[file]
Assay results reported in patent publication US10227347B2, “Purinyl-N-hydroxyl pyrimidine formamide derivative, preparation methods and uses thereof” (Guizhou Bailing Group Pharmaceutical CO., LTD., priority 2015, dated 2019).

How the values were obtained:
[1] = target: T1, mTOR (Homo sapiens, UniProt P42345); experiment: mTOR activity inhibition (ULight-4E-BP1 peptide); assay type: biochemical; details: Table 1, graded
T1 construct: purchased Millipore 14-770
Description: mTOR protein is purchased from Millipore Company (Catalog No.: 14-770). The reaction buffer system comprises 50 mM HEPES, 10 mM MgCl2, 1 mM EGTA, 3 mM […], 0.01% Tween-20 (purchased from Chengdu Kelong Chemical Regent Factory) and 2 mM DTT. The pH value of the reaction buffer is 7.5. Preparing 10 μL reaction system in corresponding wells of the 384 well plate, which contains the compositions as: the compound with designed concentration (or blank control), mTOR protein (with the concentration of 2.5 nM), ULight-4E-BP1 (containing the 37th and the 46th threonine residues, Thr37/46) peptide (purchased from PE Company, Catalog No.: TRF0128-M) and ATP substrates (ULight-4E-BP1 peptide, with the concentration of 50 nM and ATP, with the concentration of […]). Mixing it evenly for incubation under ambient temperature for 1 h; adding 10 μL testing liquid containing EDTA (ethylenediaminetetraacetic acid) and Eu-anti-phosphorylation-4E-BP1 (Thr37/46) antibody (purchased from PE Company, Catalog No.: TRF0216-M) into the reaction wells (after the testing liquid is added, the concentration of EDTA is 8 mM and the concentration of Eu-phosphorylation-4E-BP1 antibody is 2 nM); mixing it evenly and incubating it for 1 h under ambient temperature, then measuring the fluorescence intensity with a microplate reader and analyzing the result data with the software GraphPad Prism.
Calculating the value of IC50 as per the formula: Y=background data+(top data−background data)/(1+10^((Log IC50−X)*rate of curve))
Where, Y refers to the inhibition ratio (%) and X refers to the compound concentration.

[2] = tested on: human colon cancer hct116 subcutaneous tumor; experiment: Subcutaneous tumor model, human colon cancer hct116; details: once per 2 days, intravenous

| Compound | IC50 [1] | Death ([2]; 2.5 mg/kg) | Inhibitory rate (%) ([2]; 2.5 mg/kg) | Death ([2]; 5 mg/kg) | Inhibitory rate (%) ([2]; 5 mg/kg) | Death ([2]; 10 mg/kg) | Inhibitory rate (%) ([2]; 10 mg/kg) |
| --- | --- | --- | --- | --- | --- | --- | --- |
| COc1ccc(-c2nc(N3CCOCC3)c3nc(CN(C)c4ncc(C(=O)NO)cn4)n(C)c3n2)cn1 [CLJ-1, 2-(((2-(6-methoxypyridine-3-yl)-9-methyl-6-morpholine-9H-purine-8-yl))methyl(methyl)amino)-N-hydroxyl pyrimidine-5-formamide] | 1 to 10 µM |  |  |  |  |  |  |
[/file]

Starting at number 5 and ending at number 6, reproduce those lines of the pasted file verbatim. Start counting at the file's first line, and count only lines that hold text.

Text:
Description: mTOR protein is purchased from Millipore Company (Catalog No.: 14-770). The reaction buffer system comprises 50 mM HEPES, 10 mM MgCl2, 1 mM EGTA, 3 mM […], 0.01% Tween-20 (purchased from Chengdu Kelong Chemical Regent Factory) and 2 mM DTT. The pH value of the reaction buffer is 7.5. Preparing 10 μL reaction system in corresponding wells of the 384 well plate, which contains the compositions as: the compound with designed concentration (or blank control), mTOR protein (with the concentration of 2.5 nM), ULight-4E-BP1 (containing the 37th and the 46th threonine residues, Thr37/46) peptide (purchased from PE Company, Catalog No.: TRF0128-M) and ATP substrates (ULight-4E-BP1 peptide, with the concentration of 50 nM and ATP, with the concentration of […]). Mixing it evenly for incubation under ambient temperature for 1 h; adding 10 μL testing liquid containing EDTA (ethylenediaminetetraacetic acid) and Eu-anti-phosphorylation-4E-BP1 (Thr37/46) antibody (purchased from PE Company, Catalog No.: TRF0216-M) into the reaction wells (after the testing liquid is added, the concentration of EDTA is 8 mM and the concentration of Eu-phosphorylation-4E-BP1 antibody is 2 nM); mixing it evenly and incubating it for 1 h under ambient temperature, then measuring the fluorescence intensity with a microplate reader and analyzing the result data with the software GraphPad Prism.
Calculating the value of IC50 as per the formula: Y=background data+(top data−background data)/(1+10^((Log IC50−X)*rate of curve))